Late Thursday night I was struck with the sudden inspiration to begin trading cryptocurrency. I created a Coinbase account to access the small amount of bitcoin that had been gifted to me during the holidays and I was pretty disappointed.

I had 0.002 of a bitcoin, roughly $25, an amount that I believed would cost more to transfer than its worth. After all, bitcoin transactions fees were at their peak as much as $50 or more.

See also: “Bitcoin Is Dropping, and Experts Can’t Agree Why”

I went through with it anyway and moved the fraction on a token to my Binance account anyway. What did I have to lose?

That’s when I received this in an email: “You paid 0.00023846 BTC ($2.35 USD) in network fees.” I was pleasantly surprised to see just how little that was, a reflection of just how much transactions fees have dropped since their dizzying heights.

The world of cryptocurrency is difficult to pin down into absolutes, but there are a couple of factors that are more than likely working together to drive bitcoin transaction fees downwards.

4. Fewer Transactions

Graph displaying the amount of bitcoin transactions over two years.
Graph displaying the amount of bitcoin transactions over two years.

According to there are roughly 190,000 daily bitcoin transactions. At the peak of the cryptocurrency market surge in December 2017, there were almost 400,000 daily transactions, and fees skyrocketed.

Bitcoin is a software that requires thousands of computers to operate concurrently. There’s a limit to how much data these machines can process at once. The price for transactions increases when there’s a lot of traffic demand, sort of like Uber’s surge pricing.

This is what is known as bitcoin’s scalability problem. Transactions can only be written into its blockchain at a certain rate. Once the network’s capacity has reached its limit, it can become backlogged and transactions could possibly take an entire day to be recorded.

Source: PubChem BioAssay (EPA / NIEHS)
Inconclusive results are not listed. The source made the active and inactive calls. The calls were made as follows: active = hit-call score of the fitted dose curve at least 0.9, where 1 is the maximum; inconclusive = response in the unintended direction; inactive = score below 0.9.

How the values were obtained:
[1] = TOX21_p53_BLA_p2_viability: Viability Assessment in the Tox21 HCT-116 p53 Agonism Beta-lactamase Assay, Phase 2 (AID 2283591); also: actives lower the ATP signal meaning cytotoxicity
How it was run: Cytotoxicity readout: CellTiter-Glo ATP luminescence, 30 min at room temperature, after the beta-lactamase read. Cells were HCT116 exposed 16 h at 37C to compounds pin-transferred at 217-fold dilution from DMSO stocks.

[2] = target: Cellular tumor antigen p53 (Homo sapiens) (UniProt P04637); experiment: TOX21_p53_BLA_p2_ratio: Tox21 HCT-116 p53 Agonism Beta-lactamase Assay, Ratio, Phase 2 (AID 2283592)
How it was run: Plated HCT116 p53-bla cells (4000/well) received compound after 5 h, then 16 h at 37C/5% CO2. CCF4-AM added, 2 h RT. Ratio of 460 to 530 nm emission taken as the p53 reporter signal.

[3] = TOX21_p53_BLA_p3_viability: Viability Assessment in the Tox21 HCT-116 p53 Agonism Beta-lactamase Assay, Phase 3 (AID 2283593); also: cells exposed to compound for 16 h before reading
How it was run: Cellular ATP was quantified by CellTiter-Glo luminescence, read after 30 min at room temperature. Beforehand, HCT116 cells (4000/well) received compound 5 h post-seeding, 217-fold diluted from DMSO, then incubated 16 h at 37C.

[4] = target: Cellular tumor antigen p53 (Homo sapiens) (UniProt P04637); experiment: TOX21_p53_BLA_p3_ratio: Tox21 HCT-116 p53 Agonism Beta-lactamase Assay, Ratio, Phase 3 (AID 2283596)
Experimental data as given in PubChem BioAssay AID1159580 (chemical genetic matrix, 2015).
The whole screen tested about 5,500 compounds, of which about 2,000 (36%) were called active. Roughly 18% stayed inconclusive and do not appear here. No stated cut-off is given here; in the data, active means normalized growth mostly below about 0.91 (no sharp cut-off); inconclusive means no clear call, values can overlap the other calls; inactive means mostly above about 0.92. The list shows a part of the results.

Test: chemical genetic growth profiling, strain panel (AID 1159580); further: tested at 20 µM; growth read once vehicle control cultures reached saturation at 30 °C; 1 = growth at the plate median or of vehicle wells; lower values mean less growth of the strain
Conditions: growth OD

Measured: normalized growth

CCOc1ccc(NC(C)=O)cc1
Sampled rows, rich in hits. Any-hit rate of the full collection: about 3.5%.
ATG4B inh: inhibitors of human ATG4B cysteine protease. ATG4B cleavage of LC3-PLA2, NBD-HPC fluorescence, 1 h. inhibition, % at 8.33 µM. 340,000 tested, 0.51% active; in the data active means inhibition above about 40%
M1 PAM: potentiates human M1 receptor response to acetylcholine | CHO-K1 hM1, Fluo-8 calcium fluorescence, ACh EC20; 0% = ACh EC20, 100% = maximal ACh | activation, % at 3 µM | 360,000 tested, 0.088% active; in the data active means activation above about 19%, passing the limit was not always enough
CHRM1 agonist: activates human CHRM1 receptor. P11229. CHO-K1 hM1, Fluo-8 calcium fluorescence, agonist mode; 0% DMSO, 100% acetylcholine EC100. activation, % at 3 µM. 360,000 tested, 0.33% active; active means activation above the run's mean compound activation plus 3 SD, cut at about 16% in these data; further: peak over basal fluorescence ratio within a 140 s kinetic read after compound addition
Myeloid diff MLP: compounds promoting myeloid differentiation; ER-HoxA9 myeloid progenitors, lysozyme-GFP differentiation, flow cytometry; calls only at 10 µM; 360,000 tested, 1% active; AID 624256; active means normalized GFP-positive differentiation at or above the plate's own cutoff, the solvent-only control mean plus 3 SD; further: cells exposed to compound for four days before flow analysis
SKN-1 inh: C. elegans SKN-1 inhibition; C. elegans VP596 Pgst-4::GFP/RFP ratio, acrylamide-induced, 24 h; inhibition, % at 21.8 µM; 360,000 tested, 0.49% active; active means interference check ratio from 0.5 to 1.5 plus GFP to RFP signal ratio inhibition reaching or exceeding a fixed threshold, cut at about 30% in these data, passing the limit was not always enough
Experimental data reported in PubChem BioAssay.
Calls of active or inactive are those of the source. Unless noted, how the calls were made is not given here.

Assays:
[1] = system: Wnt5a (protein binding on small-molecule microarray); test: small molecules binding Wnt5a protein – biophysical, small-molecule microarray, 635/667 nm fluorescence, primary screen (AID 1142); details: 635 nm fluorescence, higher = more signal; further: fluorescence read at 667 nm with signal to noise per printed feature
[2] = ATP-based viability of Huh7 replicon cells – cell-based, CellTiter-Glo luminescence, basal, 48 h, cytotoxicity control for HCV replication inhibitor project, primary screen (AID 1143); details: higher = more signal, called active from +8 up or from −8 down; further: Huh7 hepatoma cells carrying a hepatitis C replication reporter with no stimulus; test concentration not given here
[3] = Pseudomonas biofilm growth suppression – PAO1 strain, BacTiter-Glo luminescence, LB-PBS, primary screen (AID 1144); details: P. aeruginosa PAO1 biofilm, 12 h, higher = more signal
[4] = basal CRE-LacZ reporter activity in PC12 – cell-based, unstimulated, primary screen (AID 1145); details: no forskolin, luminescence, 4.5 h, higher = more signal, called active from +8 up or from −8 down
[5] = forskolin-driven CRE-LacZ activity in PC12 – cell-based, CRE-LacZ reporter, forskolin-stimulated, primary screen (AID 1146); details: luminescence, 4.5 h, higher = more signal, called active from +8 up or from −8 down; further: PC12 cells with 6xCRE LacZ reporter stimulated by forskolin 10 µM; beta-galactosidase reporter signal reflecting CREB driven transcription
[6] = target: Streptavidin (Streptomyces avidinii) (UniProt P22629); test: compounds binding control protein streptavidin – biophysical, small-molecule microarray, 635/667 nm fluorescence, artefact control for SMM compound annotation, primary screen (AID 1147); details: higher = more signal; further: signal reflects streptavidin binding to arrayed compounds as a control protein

Luckily, developers have began implementing possible solutions to this issue, which could also be causing the decline in transactions fees.

3. Segregated Witness

This proposed bitcoin software update, commonly referred to as SegWit, has been successful in solving multiple issues in the bitcoin blockchain.

SegWit is an example of a “soft fork,” or a change in bitcoin protocol beginning at a certain block. This new transaction type rearranges how data is stored in bitcoin blocks, boosts transaction capacity, and is compatible with old versions of the software.

This soft fork allows for the creation of second-layer solutions to make transactions even quicker. The most popular one is known as Lightning Network, which was proposed in 2015 and has been adopted by bitcoin and Litecoin.

This protocol creates transaction channels outside the bitcoin blockchain, allowing users to move funds to multiple, predetermined locations. Once funds have been adequately distributed, a final version of these transactions is written into the blockchain. It’s sort of like only submitting a final draft of a transaction, instead of having to make multiple transactions on the blockchain.

Payment protocols like Lightning Network, powered by SegWit, have been touted to be the solution to the aforementioned scalability problem. But according to SegWit tracking site SegWit Party, under 15 percent of transactions have been completed using the protocol.

So while SegWit might be helping alleviate network congestion, it is certainly not the sole reason for lower transaction fees.

2. Batching Transactions

Another technological improvement that might be contributing to declining fees is “batching.”

Cryptocurrency exchanges, like Coinbase, have to write every individual bitcoin transaction into the blockchain. This is time-consuming and ineffective. An exchange called ShapeShift recently announced that it would be bundling many transactions into one. This would save time and allow its computers to write multiple transactions into a block at once.

ShapeShift only makes up about 2 percent of the transfers on the bitcoin blockchain. There is limited data regarding how many exchanges are using this method of processing transactions, so it’s hard to say how much of an impact it is having on fees.

1. Declining Hype and Interest

Simply put, there has been a steep decline in the amount of people interested in bitcoin as a whole. Google Trends data suggests that since the market crash in December 2017, the people searching for bitcoin have steadily sunk.

Google Trends graph of people searching "bitcoin.'

The declining hype around the token indicates that there are fewer people interested in buying or trading it, which would result in less network traffic.

More than likely it’s a combination of all four of these factors that are driving bitcoin transaction fees down. So if you were worried about moving a small about of bitcoin, now is the time to so.

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